Who Else is Peeing?

Every morning, I get out of bed and first thing, relieve my bladder.  This is neither unusual nor restricted to the middle-aged and above crowd.  What might be unusual (probably is), is the question that so frequently comes to mind in that moment: Who else is peeing?

Let me be clear up front, I’m wondering about demographics, not individuals.  (“Is Newt Gingrich peeing right now?  Is Callista?”  That’s just sick.)  I apologize (really!) if that image is now stuck in your head and I further apologize for all the numbers I’m about to throw at you, but demographics is number intensive and again, think of the alternative.

WikiAnswers says the average daily urine output is 1.5 liters (or about 49.8 ounces).  For simplicity sake, let’s say the average person evacuates her or his bladder four times a day for 30 seconds each, making equal contributions of 11.8 ounces per visit to the WC.

Since WikiAnswers did so well on the urine question, we’ll take its word that global population is 7.009 billion people or seven billion to make it easy on ourselves.

Now we’re down to simple arithmetic.  Seven billion, divided by 2,880 (the number of 30-second intervals in a 24-hour day) means that there are 9,722,222 people (or thereabouts) peeing at any given time.

This leads to what I really think about during my morning pee.  What volume of urine is flowing onto various parts of the Earth and its waterways at any given moment?  How deep and wide is Urine River, which flows night and day?  If each of those 9.7 million people is releasing 11.8 ounces, that equals 114,722,219 ounces or 896,267 gallons of urine flowing at once.  Double that and we get 1,792,534 gallons per minute of global urine.  In one 24-hour period, it amounts to 396,093,750 gallons.  That’s a lot of pee.

I started punching some of these numbers into Google, just to see what would come up.  (I make no claims for the validity of these statistics.)  Go ahead, find some of your own.

If it were water, it would be enough to cool a nuclear reactor.  Apparently the Diablo Canyon (CA) and Indian Point (NY) nuclear reactors, both take in and discharge water at the rate of 1.7 million gallons per minute, although it’s cooler than pee when it arrives and is warmer than pee when it leaves.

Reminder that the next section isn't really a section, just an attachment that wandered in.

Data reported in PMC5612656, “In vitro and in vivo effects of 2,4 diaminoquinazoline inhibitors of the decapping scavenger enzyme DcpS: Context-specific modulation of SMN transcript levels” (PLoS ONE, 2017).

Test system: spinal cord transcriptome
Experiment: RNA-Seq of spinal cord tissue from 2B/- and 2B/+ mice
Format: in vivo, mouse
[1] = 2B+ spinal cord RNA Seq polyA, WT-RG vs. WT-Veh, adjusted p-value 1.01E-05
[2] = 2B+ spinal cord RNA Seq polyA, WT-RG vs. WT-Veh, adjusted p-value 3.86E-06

It is alleged on one page that in 2005, US consumption of gasoline was 396 million gallons per day (almost 10 million barrels, which may be off, but seems to be in the right ballpark).  If only pee were gas…

The Florida Current, which seems to be a page devoted to some state policy issues, says six utilities in Palm Beach, Broward and Miami-Dade counties discharged 396 million gallons of wastewater each day in 2005.  (What is it about that year?)

I did not have an agenda when I started to write about pee (I still don’t).  I merely decided to take my morning meditation further for once and see where it led, which was to nuclear power plants, gasoline and wastewater.  That’s the problem (or one of them) with my profession.  I can never escape it, it seems.

The larger and more haunting theme here seems to be the staggering number of people on the planet and the impact we have on it, even with our most unavoidable secretions.  (Don’t get squeamish, I’m not going to take this to its next logical step.)

Which is more disturbing, runaway population growth (an ever-rising river of pee one-fourth the size of the Mississippi – for now) or the fact that treatment works in just three Florida counties equals the urine burden of the whole planet?

© Mark Floegel, 2012

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